This week we’re continuing the blog hop with fellow Grand Central/Forever Romance author Eliza Freed. Her debut novel Forgive Me (Lost Souls) releases November 4. She and I have chatted about her Lost Souls series, and it is fascinating, envelope-pushing, trope-bending stuff. The kind of thing I ADORE! And I cannot wait to get my grubby lil’ hands on her stuff so she can blow my mind! Wanna learn more about this emerging voice? Well, how convenient! I’m hosting her blog hop right here today. And…you’re welcome!
What are you currently writing?
I just turned in the developmental edits for Forgive Me, and I’m waiting for the copy edits to come back as I gear up for its July 1st release. I cannot wait for this book to launch! You can read more about Forgive Me, and all the books in the Lost Souls Series, on my Amazon author page.
In the meantime, I’ve been working on something new I’m calling Joe Tobias. Joe’s a goal-driven accountant at a Manhattan investment bank, and as emotionally stilted as he is hot. From clean eating and working out to climbing the corporate ladder, his only faith is in himself and the results of his hard work as he pounds away at every aspect of his life. Joe and his thoroughbred girlfriend of four years are poised to take over the world, but he doesn’t realize he’s striving for the “good life,” at the expense of his own life.
His ascent is suddenly derailed by a pot smoking, bacon eating, Catholic girl who is soft, gentle, and kind, and will literally bring him to his knees as she redefines his understanding of strength.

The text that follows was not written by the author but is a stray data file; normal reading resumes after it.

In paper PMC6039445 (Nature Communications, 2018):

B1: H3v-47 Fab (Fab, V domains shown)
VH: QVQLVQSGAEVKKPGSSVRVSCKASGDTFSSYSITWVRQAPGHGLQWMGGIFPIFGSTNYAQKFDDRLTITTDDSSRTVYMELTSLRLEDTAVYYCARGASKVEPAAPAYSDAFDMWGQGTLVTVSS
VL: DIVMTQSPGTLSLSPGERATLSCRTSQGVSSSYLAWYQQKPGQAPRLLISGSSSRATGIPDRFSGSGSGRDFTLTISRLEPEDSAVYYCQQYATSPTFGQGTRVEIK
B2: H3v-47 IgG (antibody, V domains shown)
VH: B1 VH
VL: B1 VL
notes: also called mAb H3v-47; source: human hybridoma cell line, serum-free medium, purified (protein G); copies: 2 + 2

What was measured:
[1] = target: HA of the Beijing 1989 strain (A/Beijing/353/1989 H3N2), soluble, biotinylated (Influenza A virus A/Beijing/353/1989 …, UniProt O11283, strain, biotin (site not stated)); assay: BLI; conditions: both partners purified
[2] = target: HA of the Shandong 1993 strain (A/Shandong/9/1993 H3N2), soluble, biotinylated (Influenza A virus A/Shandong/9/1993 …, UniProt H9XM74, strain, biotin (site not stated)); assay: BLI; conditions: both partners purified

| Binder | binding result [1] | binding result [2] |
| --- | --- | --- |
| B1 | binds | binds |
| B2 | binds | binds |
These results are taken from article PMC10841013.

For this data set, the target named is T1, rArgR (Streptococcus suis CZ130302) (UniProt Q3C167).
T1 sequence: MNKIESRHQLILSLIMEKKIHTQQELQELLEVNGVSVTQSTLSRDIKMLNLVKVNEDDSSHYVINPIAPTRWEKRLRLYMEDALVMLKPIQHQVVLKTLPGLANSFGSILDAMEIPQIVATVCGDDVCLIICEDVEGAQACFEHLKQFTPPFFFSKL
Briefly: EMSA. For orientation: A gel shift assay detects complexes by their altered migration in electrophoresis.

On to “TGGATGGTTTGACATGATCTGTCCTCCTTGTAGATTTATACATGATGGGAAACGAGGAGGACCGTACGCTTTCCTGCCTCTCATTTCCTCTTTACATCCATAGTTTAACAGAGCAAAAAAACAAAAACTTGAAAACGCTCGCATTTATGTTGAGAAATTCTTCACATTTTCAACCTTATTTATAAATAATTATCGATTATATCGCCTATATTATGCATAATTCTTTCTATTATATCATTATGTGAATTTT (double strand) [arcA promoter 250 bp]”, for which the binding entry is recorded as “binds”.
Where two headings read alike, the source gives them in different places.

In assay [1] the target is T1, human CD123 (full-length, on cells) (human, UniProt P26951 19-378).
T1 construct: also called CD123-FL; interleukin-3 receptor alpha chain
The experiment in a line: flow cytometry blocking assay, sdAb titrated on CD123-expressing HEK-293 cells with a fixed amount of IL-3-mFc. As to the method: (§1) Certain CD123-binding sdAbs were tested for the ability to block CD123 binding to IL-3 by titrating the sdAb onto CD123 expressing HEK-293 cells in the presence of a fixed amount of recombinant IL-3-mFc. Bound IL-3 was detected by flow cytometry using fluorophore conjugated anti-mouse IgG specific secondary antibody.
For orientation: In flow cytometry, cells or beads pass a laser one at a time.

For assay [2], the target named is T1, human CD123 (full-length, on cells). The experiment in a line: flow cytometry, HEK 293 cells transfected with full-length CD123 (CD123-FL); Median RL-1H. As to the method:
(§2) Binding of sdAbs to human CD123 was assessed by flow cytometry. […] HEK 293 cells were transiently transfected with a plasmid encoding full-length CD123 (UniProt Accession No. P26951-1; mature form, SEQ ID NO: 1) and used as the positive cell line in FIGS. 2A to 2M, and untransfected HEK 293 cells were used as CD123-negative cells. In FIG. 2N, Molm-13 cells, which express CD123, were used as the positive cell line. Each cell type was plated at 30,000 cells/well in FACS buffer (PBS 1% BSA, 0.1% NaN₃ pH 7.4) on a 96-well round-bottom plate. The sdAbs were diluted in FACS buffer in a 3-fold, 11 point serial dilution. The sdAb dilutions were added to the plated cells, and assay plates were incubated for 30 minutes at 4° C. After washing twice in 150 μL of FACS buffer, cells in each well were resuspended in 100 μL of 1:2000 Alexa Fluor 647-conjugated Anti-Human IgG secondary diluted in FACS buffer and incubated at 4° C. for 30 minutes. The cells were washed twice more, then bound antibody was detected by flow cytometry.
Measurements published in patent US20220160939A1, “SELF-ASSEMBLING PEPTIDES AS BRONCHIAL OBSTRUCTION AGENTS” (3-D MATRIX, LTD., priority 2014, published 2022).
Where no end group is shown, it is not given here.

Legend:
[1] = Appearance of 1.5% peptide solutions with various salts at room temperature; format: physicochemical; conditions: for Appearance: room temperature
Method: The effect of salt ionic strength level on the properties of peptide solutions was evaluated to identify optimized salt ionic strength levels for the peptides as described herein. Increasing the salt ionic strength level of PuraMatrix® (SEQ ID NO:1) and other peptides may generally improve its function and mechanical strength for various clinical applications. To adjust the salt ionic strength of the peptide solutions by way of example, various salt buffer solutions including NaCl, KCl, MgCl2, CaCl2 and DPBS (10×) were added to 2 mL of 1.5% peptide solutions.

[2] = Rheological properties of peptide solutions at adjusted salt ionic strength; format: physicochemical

Joe Tobias is written from Joe’s point of view. I’ve always wanted to get into a man’s head and at 30,000 words, I can attest it’s as hilarious in there as I thought it would be. The book also pokes a little fun at corporate culture because, well because it deserves it.
What makes your work different?
The Lost Souls Series has an inspirational message layered within the pages of drug use, curse words, and sexually explicit situations. It’s absolutely a love story, but it’s also a tale of faith and forgiveness. To say it was a challenge to find its position in the market would be an understatement. I’m hoping readers will identify with its very real depiction of our faith and our fight. We might get to our happily ever after, but in Lost Souls it’s a hilariously ugly journey through hell along the way.
The feedback I always hear about the main character, Charlotte O’Brien, is how incredibly real she is. Charlotte plummets into some dark depths and then cracks us up on her way back to the surface. She’s unsinkable, but flailing and gasping for air some of the time.
Why do you write what you do?
I love New Adult because it depicts a time period in our lives that lends itself to amazing stories. If you’re lucky you have some discretionary cash in your twenties and the freedom to explore–the perfect recipe for extraordinary adventures. I’m also drawn to New Adult because it’s still evolving. I like the rulelessness of it, the innovations with formatting, point-of-view, and voice.
I write about people hurting each other because I’ve recently become fascinated with our capacity to crush one another, and enamored with our ability to forgive. I spent years studying diversity and how it impacts our interconnectedness. Now I’m curious about how we are the same. Because regardless of our differences, we all love, we all hurt, we all need. I’m a passionate student of the human condition.
What is your writing process?